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Discourse (from Latin discursus, meaning "running to and from") generally refers to "written or spoken communication or debate". [1] The following are three more specific definitions:

(1) In semantics and discourse analysis: A generalization of the concept of conversation to all modalities and contexts.

(2) "The totality of codified linguistic usages attached to a given type of social practice. (E.g.: legal discourse, medical discourse, religious discourse.)" [2]

(3) In the work of Michel Foucault, and social theorists inspired by him: "an entity of sequences of signs in that they are enouncements (enoncés)" (Foucault 1969: 141). An enouncement (often translated as "statement") is not a unity of signs, but an abstract matter that enables signs to assign specific repeatable relations to objects, subjects and other enouncements (Ibid: 140). Thus, a discourse constitutes sequences of such relations to objects, subjects and other enouncements. A discursive formation is defined as the regularities that produces such discourses. Foucault used the concept of discursive formation in relation to his analysis of large bodies of knowledge, such as political economy and natural history.(Foucault 1970)

Discourse in the first sense is the studied in corpus linguistics. Analysis of discourse in the second and third senses is carried out within a variety of traditions that investigate the relations between language, structure and agency, including sociology, feminist studies, anthropology, ethnography, cultural studies, literary theory, and the philosophy of science. Within these fields, the notion of "discourse" is itself subject to discourse, that is, debated on the basis of specialized knowledge. Discourse can be observed in multimodal/multimedia forms of communication including the use of spoken, written and signed language in contexts spanning from oral history to instant message conversations to textbooks.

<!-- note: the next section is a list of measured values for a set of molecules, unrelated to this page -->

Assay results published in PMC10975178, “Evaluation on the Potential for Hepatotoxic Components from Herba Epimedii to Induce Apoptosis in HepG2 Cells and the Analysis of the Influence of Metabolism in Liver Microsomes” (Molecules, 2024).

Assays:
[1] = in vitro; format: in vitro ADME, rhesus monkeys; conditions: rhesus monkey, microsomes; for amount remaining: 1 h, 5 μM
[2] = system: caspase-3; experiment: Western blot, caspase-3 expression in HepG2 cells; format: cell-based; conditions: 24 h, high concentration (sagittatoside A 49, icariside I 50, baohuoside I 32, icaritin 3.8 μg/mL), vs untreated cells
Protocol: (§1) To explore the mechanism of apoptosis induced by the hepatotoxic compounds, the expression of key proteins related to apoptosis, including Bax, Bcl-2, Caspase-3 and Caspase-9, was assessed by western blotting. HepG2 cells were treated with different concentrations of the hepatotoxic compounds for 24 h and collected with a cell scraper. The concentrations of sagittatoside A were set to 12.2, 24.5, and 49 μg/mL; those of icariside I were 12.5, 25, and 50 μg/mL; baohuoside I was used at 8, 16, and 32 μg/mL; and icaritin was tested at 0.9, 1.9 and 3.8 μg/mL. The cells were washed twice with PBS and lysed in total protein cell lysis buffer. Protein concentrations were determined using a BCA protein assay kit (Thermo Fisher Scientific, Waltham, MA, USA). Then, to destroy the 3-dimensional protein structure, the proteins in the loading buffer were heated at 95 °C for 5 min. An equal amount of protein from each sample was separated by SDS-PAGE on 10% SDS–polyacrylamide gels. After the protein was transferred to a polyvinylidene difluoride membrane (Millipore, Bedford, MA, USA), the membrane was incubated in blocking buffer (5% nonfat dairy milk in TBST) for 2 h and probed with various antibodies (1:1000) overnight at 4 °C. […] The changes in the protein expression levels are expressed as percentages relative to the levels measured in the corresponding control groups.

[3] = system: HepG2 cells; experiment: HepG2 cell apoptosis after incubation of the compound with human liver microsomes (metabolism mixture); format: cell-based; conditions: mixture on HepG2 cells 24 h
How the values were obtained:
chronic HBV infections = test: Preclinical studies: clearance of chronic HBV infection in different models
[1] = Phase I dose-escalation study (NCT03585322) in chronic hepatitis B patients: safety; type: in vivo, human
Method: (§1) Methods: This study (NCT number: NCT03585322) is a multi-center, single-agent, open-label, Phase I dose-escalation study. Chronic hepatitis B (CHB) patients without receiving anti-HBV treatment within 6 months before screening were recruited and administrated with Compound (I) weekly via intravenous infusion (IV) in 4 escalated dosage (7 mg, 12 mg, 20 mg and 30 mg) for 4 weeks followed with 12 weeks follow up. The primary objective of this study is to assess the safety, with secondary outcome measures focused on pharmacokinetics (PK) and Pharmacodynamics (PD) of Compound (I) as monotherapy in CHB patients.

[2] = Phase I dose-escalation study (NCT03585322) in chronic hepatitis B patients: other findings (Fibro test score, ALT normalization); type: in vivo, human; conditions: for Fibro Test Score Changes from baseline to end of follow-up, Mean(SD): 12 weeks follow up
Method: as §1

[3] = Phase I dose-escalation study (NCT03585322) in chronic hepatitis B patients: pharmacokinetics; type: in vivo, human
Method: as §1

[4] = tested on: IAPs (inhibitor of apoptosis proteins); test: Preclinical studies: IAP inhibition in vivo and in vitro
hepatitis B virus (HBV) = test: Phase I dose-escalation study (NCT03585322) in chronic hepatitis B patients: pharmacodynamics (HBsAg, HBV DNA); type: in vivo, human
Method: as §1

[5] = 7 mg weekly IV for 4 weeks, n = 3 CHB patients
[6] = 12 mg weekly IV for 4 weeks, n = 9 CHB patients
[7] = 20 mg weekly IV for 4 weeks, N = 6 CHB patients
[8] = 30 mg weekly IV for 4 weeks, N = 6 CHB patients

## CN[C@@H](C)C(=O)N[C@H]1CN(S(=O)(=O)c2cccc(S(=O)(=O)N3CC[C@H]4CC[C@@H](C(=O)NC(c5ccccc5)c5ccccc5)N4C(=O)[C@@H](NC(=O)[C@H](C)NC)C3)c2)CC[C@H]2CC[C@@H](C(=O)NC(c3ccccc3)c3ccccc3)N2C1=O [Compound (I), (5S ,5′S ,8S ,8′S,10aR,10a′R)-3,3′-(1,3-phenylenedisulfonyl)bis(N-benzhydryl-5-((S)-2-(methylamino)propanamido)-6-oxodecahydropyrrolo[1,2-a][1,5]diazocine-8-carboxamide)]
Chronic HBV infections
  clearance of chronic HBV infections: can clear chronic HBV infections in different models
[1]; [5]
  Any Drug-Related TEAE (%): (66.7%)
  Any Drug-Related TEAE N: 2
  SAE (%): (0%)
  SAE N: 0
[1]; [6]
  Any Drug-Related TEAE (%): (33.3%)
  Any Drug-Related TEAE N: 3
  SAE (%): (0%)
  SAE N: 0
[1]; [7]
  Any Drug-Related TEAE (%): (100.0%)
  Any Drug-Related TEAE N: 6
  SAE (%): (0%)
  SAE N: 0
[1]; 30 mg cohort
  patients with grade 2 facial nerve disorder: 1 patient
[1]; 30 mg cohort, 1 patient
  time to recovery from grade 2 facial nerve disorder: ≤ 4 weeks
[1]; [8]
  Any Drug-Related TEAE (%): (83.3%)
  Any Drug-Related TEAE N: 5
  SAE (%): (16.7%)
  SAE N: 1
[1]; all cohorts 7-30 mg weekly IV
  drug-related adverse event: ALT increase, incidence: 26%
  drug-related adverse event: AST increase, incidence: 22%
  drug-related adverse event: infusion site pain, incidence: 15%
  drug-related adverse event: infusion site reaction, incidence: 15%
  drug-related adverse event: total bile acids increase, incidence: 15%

The Concept of Discourse in the Humanities

In the humanities and sometimes the social sciences, 'discourse' refers to a formalized way of thinking that can be manifested through language, a social boundary defining what can be said about a specific topic, or, as Judith Butler puts it, "the limits of acceptable speech"—or possible truth. Discourses are seen to affect our views on all things; it is not possible to avoid discourse. For example, two notably distinct discourses can be used about various guerrilla movements describing them either as "freedom fighters" or "terrorists". In other words, the chosen discourse delivers the vocabulary, expressions and perhaps also the style needed to communicate. Discourse is closely linked to different theories of power and state, at least as long as defining discourses is seen to mean defining reality itself. It also helped some of the world's greatest thinkers express their thoughts and ideas into what is now called "public orality."

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